As a fan of Steely Dan, I recently found myself reaching out to Jon Herington, the band's guitarist since 1999, hoping to gain some insight into his world of music. What started as a simple email exchange turned into a fascinating glimpse into the life and mind of a professional musician.

In my initial message to Jon, I expressed my admiration for his work and curiosity about his experiences playing with Steely Dan. The funny thing is I “met” Jon way before this. You see, Steely Dan released a live album a couple years ago and I went to the credits on the back of the sleeve to find his name. I’ve been hearing his playing for a little while now, dare I say, I’ve been trying to play his parts note for note. I asked in my email for any tour stories he might have up his sleeve and about a specific song I wrote out, “Peg.” To my surprised delight, Jon responded with humility and generosity, sharing snippets of his journey with the iconic band and insightful help on my arrangement of “Peg.” Jon's insights into touring with Steely Dan were enlightening. He painted a picture of a musician's dream—playing in packed venues, traveling the world, and getting paid to do what he loves. But beyond the glamor, Jon revealed the hard work and dedication required to excel in the industry. Jon's feedback was beyond expected and very sharp on my arrangement of Steely Dan's classic hit, "Peg." 

(Here is the live album. You can see Jon all the way over to the left, holding a water bottle.)

In our correspondence, Herington delved into the specific chord voicings of "Peg," providing a detailed breakdown that illuminated the song's harmonic complexity. What that means is since a chord has more than one note, there are multiple ways you can write it, basically different combinations for different sounds. 

(As you can see, this is all the same chord, the notes are just rearranged in each voicing.)

He meticulously dissected the progression, suggesting alternative voicings and even providing chord names, such as Gmi11 and D7sus4 for the chorus of the song, to capture the nuances of the composition accurately. Jon's acknowledgment of the potential utility of comprehensive scores for Steely Dan's repertoire hinted at the band's collaborative spirit and dedication to musical excellence. His suggestion to create master scores for all tunes underscored a commitment to musical education and accessibility, ensuring that future generations of musicians could benefit from their rich catalog.

 I was surprised to learn from Jon that no one in the band has taken all the parts before and wrote them out like I have. His response to my score was, “Your score for Peg is excellent. I'm pretty sure no one has ever done a full fledged score like that for any song in this band. Usually there's only a lead sheet type of chart indicating the chord changes and the form, and sometimes few actual chord voicings, but not much more than that. The rhythm section players all have to consult the records to get clear on their parts, though the horn section will have a written arrangement to read. Typically the vocalists will rehearse with Donald and make personal notes in order to memorize their parts. If it were up to me, though, I think I might do all the work you did, and create a master score for all the tunes. It would be great to have the vocal parts notated for times when we have subs, and it would be great to have individual guitar parts, too.”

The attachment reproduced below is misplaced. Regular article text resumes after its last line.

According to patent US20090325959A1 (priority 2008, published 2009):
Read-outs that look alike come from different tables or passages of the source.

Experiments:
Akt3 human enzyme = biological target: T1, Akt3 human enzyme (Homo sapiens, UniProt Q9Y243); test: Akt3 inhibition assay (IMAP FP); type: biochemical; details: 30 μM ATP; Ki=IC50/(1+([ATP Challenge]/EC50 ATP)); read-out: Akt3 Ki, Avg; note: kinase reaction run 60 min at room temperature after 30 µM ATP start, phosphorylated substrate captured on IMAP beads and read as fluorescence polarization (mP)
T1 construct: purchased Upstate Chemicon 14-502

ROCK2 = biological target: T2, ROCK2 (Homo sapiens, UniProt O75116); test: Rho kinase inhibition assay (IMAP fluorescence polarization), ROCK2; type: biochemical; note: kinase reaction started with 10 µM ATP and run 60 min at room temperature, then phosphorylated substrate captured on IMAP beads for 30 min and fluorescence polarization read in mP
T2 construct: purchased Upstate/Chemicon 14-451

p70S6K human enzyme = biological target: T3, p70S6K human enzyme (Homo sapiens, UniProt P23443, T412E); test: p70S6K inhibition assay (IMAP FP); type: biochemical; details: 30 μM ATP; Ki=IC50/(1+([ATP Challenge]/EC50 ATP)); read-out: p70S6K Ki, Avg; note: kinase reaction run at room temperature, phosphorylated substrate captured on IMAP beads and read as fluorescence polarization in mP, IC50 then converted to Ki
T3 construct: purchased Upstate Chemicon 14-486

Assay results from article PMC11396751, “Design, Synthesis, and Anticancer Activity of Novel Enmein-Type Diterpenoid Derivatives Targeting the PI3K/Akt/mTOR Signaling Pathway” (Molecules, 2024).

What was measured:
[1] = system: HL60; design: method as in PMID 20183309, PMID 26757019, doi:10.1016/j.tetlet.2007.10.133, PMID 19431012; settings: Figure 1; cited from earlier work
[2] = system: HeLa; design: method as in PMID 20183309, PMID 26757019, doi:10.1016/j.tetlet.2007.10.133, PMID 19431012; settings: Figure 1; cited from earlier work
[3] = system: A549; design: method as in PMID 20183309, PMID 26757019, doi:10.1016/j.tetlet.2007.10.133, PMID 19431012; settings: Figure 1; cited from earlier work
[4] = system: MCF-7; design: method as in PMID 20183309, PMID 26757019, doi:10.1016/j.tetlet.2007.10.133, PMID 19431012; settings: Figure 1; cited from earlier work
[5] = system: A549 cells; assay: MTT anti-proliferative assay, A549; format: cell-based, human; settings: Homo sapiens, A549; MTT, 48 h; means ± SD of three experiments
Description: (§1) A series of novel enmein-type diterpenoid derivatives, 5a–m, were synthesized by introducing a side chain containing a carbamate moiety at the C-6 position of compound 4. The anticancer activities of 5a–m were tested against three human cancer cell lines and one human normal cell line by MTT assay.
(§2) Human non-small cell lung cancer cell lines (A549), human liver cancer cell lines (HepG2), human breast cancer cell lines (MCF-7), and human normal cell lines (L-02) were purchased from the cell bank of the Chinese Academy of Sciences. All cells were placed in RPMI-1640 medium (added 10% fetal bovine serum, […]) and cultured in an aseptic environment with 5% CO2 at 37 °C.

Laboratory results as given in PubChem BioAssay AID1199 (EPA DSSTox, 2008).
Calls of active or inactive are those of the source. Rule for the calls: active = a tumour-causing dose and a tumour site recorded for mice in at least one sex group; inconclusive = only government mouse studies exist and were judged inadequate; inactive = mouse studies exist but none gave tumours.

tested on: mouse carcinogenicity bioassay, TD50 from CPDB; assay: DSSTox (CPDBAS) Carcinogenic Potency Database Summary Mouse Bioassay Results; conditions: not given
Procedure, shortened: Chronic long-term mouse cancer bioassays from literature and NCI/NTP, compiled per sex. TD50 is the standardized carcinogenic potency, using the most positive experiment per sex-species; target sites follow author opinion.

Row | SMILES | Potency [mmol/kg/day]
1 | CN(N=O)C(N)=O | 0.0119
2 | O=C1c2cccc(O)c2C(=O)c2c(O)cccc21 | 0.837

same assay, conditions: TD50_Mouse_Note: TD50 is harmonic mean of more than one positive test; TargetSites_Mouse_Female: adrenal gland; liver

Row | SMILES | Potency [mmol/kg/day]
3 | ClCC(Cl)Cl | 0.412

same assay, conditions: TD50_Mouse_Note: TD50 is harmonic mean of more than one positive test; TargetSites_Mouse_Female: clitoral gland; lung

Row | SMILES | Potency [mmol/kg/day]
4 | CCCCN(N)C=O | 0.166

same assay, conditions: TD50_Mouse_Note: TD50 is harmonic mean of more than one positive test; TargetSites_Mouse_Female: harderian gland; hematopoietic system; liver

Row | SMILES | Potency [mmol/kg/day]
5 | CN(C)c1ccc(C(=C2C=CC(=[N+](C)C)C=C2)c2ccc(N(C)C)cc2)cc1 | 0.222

This response amazed me. I think of the Steely Dan members as the musician’s musician. They have been known to strive for perfection and excellence, so I would think they play exactly what’s on the “paper” but the paper doesn’t exist. Jon told me that Donald Fagen, the co-writer of all of Steely Dan’s music along with Walter Becker who sadly passed away in 2017, encourages all the members to play their own solos instead of taking what’s on the album. What put me in awe after everything he shared with me was that he said he would like to use my chart for the band. 

Jon had humility towards me despite his mastery of the material. He admitted to his guitar player's bias with chord voicing but offered his perspective with clarity and precision. His willingness to engage with my arrangement and offer constructive feedback highlighted his commitment to nurturing young musicians and fostering a deeper understanding of the craft for them. My interaction with Jon Herington was not just about getting answers to my questions; it was about forging a connection with someone who shares my love for music. It reminded me that behind every iconic guitar riff out there, is a dedicated artist willing to share their wisdom and inspire others on their musical journey in some way.